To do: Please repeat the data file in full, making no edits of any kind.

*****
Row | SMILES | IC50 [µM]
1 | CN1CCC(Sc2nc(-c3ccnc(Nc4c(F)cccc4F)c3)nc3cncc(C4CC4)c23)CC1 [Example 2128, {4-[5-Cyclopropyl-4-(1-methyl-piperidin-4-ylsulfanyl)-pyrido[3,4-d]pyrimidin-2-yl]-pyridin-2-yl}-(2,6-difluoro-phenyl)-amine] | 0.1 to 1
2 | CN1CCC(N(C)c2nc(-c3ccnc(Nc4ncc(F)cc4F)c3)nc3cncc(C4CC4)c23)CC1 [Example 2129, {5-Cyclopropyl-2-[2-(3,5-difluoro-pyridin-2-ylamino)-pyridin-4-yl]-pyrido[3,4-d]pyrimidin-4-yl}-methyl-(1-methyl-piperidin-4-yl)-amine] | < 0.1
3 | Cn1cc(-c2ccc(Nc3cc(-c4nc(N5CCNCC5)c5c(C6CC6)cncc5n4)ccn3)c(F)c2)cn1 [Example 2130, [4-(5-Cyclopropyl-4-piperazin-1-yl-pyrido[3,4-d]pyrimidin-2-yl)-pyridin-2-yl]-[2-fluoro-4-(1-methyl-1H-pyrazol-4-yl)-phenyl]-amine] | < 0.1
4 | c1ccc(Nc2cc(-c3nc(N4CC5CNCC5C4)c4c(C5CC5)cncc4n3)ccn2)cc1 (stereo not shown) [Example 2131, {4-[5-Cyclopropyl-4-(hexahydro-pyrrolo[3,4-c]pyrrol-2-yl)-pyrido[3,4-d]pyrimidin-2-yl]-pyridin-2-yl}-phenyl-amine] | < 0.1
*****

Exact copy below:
Row | SMILES | IC50 [µM]
1 | CN1CCC(Sc2nc(-c3ccnc(Nc4c(F)cccc4F)c3)nc3cncc(C4CC4)c23)CC1 [Example 2128, {4-[5-Cyclopropyl-4-(1-methyl-piperidin-4-ylsulfanyl)-pyrido[3,4-d]pyrimidin-2-yl]-pyridin-2-yl}-(2,6-difluoro-phenyl)-amine] | 0.1 to 1
2 | CN1CCC(N(C)c2nc(-c3ccnc(Nc4ncc(F)cc4F)c3)nc3cncc(C4CC4)c23)CC1 [Example 2129, {5-Cyclopropyl-2-[2-(3,5-difluoro-pyridin-2-ylamino)-pyridin-4-yl]-pyrido[3,4-d]pyrimidin-4-yl}-methyl-(1-methyl-piperidin-4-yl)-amine] | < 0.1
3 | Cn1cc(-c2ccc(Nc3cc(-c4nc(N5CCNCC5)c5c(C6CC6)cncc5n4)ccn3)c(F)c2)cn1 [Example 2130, [4-(5-Cyclopropyl-4-piperazin-1-yl-pyrido[3,4-d]pyrimidin-2-yl)-pyridin-2-yl]-[2-fluoro-4-(1-methyl-1H-pyrazol-4-yl)-phenyl]-amine] | < 0.1
4 | c1ccc(Nc2cc(-c3nc(N4CC5CNCC5C4)c4c(C5CC5)cncc4n3)ccn2)cc1 (stereo not shown) [Example 2131, {4-[5-Cyclopropyl-4-(hexahydro-pyrrolo[3,4-c]pyrrol-2-yl)-pyrido[3,4-d]pyrimidin-2-yl]-pyridin-2-yl}-phenyl-amine] | < 0.1